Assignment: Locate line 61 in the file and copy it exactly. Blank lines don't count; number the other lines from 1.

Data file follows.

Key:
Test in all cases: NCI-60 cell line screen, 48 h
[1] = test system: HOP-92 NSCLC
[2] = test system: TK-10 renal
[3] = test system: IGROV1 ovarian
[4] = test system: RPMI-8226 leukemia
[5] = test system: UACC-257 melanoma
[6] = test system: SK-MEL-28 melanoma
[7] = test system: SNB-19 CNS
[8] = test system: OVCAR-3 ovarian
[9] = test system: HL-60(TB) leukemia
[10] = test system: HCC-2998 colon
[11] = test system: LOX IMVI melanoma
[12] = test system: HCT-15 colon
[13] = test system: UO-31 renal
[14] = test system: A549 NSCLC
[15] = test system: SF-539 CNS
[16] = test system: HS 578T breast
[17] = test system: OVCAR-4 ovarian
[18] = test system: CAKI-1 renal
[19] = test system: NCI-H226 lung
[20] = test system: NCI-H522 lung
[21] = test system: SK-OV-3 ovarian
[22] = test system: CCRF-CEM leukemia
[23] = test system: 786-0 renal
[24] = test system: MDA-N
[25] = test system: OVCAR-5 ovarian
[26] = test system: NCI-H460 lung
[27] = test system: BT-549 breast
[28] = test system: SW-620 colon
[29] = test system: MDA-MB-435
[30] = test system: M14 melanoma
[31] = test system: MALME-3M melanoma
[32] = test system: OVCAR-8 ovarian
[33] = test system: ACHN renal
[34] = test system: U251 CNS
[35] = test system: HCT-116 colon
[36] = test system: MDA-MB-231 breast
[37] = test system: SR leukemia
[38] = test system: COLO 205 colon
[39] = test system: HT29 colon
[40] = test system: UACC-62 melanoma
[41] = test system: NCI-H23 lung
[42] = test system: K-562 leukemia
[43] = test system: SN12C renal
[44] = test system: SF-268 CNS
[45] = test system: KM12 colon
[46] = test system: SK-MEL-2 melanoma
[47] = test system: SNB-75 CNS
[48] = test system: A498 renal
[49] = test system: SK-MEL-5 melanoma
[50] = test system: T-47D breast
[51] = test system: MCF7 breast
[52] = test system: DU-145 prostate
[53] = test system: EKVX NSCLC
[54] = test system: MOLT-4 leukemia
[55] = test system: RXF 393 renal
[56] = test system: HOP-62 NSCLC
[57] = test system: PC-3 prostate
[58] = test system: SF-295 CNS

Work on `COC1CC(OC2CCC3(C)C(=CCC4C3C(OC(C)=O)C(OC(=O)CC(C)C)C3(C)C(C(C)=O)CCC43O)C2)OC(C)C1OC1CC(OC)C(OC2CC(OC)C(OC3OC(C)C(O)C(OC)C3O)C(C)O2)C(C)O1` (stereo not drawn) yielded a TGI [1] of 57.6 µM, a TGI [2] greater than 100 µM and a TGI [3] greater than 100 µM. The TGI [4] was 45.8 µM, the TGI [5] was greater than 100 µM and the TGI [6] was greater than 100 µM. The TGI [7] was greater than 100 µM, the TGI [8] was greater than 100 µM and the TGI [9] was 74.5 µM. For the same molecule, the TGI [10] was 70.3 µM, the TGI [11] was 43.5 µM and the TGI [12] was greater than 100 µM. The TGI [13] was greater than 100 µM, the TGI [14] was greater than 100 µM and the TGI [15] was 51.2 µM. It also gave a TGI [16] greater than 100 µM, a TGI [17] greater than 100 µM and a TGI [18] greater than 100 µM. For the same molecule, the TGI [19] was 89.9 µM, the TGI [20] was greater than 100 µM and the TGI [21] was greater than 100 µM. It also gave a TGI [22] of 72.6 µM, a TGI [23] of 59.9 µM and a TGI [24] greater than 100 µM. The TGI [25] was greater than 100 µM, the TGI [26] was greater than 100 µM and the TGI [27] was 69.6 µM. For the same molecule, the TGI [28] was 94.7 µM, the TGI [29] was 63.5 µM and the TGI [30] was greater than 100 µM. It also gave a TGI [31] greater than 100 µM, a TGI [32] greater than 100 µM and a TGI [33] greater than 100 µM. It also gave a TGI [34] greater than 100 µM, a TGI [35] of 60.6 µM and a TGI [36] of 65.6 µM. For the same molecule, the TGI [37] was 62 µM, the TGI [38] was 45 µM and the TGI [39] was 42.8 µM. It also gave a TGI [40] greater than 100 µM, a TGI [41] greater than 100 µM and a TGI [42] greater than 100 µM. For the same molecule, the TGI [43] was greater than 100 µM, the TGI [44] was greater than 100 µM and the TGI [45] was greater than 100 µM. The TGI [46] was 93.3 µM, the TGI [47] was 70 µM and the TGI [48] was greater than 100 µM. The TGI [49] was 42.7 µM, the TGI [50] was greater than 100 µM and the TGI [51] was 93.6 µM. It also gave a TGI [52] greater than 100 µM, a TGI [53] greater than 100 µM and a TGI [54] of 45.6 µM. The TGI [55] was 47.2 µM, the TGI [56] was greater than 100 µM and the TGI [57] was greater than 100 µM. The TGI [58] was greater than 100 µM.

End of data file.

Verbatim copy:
Work on `COC1CC(OC2CCC3(C)C(=CCC4C3C(OC(C)=O)C(OC(=O)CC(C)C)C3(C)C(C(C)=O)CCC43O)C2)OC(C)C1OC1CC(OC)C(OC2CC(OC)C(OC3OC(C)C(O)C(OC)C3O)C(C)O2)C(C)O1` (stereo not drawn) yielded a TGI [1] of 57.6 µM, a TGI [2] greater than 100 µM and a TGI [3] greater than 100 µM. The TGI [4] was 45.8 µM, the TGI [5] was greater than 100 µM and the TGI [6] was greater than 100 µM. The TGI [7] was greater than 100 µM, the TGI [8] was greater than 100 µM and the TGI [9] was 74.5 µM. For the same molecule, the TGI [10] was 70.3 µM, the TGI [11] was 43.5 µM and the TGI [12] was greater than 100 µM. The TGI [13] was greater than 100 µM, the TGI [14] was greater than 100 µM and the TGI [15] was 51.2 µM. It also gave a TGI [16] greater than 100 µM, a TGI [17] greater than 100 µM and a TGI [18] greater than 100 µM. For the same molecule, the TGI [19] was 89.9 µM, the TGI [20] was greater than 100 µM and the TGI [21] was greater than 100 µM. It also gave a TGI [22] of 72.6 µM, a TGI [23] of 59.9 µM and a TGI [24] greater than 100 µM. The TGI [25] was greater than 100 µM, the TGI [26] was greater than 100 µM and the TGI [27] was 69.6 µM. For the same molecule, the TGI [28] was 94.7 µM, the TGI [29] was 63.5 µM and the TGI [30] was greater than 100 µM. It also gave a TGI [31] greater than 100 µM, a TGI [32] greater than 100 µM and a TGI [33] greater than 100 µM. It also gave a TGI [34] greater than 100 µM, a TGI [35] of 60.6 µM and a TGI [36] of 65.6 µM. For the same molecule, the TGI [37] was 62 µM, the TGI [38] was 45 µM and the TGI [39] was 42.8 µM. It also gave a TGI [40] greater than 100 µM, a TGI [41] greater than 100 µM and a TGI [42] greater than 100 µM. For the same molecule, the TGI [43] was greater than 100 µM, the TGI [44] was greater than 100 µM and the TGI [45] was greater than 100 µM. The TGI [46] was 93.3 µM, the TGI [47] was 70 µM and the TGI [48] was greater than 100 µM. The TGI [49] was 42.7 µM, the TGI [50] was greater than 100 µM and the TGI [51] was 93.6 µM. It also gave a TGI [52] greater than 100 µM, a TGI [53] greater than 100 µM and a TGI [54] of 45.6 µM. The TGI [55] was 47.2 µM, the TGI [56] was greater than 100 µM and the TGI [57] was greater than 100 µM. The TGI [58] was greater than 100 µM.